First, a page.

Saturday, July 14, 2012


Warm white LEDs look just like incandescent lights
After a couple of weeks of procrastination the last of the lights in the galley got changed to an L.E.D. bar today. As far as boat jobs go it was pretty straight-forward; a half hour job that only took two hours. For a moment it did appear a trip into town would be required as the bar came without a switch - a trip that would make it an even more normal boat task.  As it turned out the old switch could be cannibalized off the original light and mounted into the side of a galley cabinet, making for a rather neat installation and saving a road trip.
The switch just where your hand wants to find it
It was job #100 on my "Maintenance Completed" list. True, that list is more than a little arbitrary. For example job #10 "Install screen on anchor locker door" took about 20 minutes. (The anchor locker door is at the foot of the V-berth. Winged six-legged creatures would find their way into the anchor locker, buzz through the louvers on the door, and nibble on my toes during the night.) Item #97, "Replace damaged V-drive / tranny / test run," took about 8 months. There is no good reason to keep such a list going, and it isn't an exhaustive list by any stretch of the imagination, but old airplane mechanic habits die hard.

It was pretty much the first job completed since the V-drive repair was finished. A month ago just the thought of going into the aft cabin to get a tool provoked a sharp pain that hit me right between the eyes. "Kintala" as "project" had just about sucked all the joy out of heading to the lake. When it was done we had two weekends of easy sailing with a couple of raft-ups, and then spent last weekend in the city with new grand son youngest. (A one-month-old and lake temperatures nearing 110 seemed a poor mix.)

Light bar looking from below - that's a lot of LEDs!
We thought about heading out to spend this weekend off the pier but (as you might be aware) there hasn't been a lot of water falling from the sky in these parts lately. The lake is short of summer pool making "shallow" the word of the day. Last night a boat full of the assembled went out for a late sail that turned into a stop.  They were the last ones up, no one answered the phone when they called for aid, so they spent the night coved out without bothering with a cove. They did leave a message however; first thing this morning help was dispatched to pull them back into what passes for deep water around here.  Of course there is more to the story - an engine that failed on the way out preventing them from trying to power out of the mud - a shallow spot were none of the experienced assembled on board had ever grounded before - and enough Captain Morgan influence to make having the whole bunch jump into the dark water near the middle of the lake to push seem like a bad idea.  Wisdom prevailed and they settled in to wait for the dawn.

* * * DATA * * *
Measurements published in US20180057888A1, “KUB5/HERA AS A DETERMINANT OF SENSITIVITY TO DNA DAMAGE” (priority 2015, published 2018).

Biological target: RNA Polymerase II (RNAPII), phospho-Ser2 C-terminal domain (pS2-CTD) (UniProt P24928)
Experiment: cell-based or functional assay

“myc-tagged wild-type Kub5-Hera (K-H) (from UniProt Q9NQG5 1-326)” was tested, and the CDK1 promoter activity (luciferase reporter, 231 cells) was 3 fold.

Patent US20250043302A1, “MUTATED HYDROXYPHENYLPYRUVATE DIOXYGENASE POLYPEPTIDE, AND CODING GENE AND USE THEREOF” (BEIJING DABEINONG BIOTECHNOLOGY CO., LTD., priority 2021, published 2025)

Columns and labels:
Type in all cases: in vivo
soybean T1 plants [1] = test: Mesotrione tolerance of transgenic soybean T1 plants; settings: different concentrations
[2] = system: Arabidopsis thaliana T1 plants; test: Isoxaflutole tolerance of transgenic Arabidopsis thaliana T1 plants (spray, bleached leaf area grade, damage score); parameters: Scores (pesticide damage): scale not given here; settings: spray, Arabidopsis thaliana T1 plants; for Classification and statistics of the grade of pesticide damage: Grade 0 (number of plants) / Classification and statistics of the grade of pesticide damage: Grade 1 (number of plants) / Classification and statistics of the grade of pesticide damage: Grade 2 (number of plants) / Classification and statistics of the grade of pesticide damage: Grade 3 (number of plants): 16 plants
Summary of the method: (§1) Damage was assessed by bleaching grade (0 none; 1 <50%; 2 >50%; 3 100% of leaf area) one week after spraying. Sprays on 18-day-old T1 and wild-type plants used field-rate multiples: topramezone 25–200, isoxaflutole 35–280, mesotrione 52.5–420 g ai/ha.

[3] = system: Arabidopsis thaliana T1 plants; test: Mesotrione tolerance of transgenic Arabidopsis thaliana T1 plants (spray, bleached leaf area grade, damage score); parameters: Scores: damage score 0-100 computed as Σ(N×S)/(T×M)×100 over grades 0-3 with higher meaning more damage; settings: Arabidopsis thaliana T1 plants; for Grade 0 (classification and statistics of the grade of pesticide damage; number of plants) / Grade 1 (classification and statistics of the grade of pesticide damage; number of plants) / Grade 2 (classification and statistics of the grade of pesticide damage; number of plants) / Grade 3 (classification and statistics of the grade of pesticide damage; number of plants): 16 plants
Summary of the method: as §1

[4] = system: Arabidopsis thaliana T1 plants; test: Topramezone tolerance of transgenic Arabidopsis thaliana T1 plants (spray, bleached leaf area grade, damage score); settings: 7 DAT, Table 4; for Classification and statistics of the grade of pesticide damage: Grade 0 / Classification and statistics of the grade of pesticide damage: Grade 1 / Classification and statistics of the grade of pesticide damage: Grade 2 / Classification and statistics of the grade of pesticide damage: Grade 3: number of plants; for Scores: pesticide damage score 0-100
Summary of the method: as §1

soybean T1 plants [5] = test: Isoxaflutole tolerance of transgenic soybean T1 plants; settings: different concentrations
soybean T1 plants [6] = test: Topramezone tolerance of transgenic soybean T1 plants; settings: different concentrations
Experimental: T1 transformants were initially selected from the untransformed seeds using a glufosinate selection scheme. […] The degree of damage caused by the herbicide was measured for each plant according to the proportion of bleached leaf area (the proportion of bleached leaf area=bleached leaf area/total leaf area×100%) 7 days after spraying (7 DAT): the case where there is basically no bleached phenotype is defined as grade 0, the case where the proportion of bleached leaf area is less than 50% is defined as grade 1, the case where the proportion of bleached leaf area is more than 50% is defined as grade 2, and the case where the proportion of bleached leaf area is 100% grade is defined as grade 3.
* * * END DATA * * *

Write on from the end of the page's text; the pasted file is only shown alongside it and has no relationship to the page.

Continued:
Deb's bright galley - all these lights for a fraction of the draw of the one old one.
Changing a light seemed a better option to digging furrows in the lake bottom.

Job #100.


Latitude 43 said...

Looks good. You made the right choice in getting #100 completed. Captain Morgan and friends had a rough night.
I lost my list. I make a new one every week. We ditched the projects and went for a sail, got back late and dropped anchor. This will put me behind, but it was well worth it. The chain had not seen mud since I bought it :(
See you in salt water.

S/V Veranda said...

After the drive train ordeal the next 900 things on the list will be a breeze...